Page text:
Rudy Gay’s Inefficient Shooting Can’t Be Overlooked Much Longer
The Toronto Raptors have been a much improved team since they added Rudy Gay to their roster at the end of January. Since that time, the team has gone 7-4 and has somewhat inserted themselves into the NBA playoff picture in the Eastern Conference. That’s obviously nice results. But that’s also not the entire story.
In his 11 games in Toronto, Gay is averaging 20.1 points, 6.7 rebounds, 2.6 assists and 2.6 steals per game. That’s not a bad stat-line at all. However, one thing that’s finally being discussed about Gay’s play is how wildly inefficient he has been this season. He’s shooting just 37.5 percent from the field and 26.1 percent from three-point range. That’s bad—really bad.
More than just being bad percentages for an individual player, Gay’s inefficiency has also had an obvious effect on the Raptors’ offense. Before the trade, the Raptors averaged 97.8 points and 22.7 assists per game, as well as shooting 44.4 percent from the field as a team.
Since acquiring Gay, Toronto’s numbers have fallen from their previous marks. They are averaging just 94.8 points and 18.7 assists per game and are shooting just 43 percent from the field. This drop in numbers can largely be contributed to the addition of Gay. Even being new to the roster, Gay by far has the highest usage percentage on Toronto at 29.2 percent. Given how much he’s being used with how poorly he has shot the ball, it’s not hard to see why the Raptors’ numbers have fallen.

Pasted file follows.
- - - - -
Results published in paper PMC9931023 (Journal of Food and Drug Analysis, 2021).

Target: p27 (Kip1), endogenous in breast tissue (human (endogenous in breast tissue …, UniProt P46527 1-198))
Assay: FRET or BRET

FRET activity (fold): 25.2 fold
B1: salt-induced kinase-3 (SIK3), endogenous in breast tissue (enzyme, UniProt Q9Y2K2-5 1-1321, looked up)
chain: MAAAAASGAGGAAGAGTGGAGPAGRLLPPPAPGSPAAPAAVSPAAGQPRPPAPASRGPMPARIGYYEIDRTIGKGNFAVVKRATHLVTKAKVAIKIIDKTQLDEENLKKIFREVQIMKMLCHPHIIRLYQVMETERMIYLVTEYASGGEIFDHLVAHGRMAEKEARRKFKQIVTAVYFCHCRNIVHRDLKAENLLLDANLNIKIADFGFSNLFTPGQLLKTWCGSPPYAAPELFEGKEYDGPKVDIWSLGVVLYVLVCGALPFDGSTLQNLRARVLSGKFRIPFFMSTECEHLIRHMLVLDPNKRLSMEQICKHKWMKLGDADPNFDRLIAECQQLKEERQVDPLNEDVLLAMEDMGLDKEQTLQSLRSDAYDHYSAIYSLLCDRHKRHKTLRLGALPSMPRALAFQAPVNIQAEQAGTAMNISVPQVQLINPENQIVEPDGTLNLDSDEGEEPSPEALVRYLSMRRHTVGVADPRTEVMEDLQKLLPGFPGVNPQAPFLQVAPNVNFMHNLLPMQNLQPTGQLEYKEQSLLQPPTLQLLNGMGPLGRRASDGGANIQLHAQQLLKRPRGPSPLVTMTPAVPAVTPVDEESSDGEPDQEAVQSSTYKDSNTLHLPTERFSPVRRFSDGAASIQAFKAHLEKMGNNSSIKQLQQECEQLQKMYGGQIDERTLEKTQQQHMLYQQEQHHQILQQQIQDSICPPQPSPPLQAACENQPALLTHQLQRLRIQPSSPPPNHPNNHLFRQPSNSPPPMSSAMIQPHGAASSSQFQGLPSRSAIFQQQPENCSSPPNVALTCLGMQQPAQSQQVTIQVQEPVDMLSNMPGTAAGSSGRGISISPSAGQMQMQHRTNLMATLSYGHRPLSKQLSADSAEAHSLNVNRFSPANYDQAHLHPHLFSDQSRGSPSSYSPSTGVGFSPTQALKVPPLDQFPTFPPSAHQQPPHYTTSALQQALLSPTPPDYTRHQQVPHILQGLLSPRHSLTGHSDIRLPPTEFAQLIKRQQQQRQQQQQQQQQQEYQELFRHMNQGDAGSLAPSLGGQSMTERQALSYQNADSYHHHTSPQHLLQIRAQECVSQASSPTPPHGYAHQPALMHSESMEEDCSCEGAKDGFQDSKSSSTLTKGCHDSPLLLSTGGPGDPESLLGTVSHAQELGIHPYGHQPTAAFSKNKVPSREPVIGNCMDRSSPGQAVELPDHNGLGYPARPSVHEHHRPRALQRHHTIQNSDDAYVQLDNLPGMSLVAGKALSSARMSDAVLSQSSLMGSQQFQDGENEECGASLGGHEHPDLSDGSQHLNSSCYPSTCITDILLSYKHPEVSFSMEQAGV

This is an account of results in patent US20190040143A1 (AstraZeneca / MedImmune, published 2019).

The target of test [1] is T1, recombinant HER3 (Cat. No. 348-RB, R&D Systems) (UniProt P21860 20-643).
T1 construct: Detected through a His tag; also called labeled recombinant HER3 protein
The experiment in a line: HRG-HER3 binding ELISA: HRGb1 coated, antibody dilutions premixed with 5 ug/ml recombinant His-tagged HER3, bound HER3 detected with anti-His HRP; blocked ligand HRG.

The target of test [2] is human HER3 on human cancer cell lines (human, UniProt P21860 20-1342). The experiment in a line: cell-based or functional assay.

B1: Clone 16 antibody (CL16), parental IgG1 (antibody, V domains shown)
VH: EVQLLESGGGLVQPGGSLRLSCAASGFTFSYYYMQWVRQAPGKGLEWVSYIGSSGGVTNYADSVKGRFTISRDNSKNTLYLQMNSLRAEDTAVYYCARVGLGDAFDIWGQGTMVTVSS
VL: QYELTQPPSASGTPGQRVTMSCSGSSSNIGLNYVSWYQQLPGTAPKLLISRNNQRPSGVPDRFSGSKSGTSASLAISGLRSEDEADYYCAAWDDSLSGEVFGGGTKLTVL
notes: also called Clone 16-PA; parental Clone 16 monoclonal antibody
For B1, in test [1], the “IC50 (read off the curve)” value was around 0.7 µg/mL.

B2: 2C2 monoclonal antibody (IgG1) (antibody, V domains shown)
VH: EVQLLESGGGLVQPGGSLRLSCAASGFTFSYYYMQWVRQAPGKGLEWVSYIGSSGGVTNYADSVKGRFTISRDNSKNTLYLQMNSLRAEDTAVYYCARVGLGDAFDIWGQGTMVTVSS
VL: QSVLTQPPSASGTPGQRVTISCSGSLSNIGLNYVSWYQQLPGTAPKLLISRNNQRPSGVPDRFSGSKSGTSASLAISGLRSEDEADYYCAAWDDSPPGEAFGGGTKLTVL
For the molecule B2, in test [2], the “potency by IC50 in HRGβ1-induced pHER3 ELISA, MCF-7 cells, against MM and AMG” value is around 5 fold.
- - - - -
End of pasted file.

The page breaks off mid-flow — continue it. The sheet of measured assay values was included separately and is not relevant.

They’ve still been managing to get wins over this stretch though, which is largely due to their defense. Since adding Gay, they’ve allowed 7.3 fewer points per game and force opponents to shoot 2.6 percent worse from the field. That’s obvious improvement and, in fact, much of that is also due to Gay.
However, Gay can’t continue to shoot the ball as inefficiently as he has in his brief stint in Toronto. He’s a talented offensive player, but he can’t continue to put up almost 20 shots per game if he’s going to shoot under 40 percent. Eventually, that will catch up to him and the Raptors if he continues playing that way. If he does keep on playing this way, they won’t have a record like 7-4 for much longer.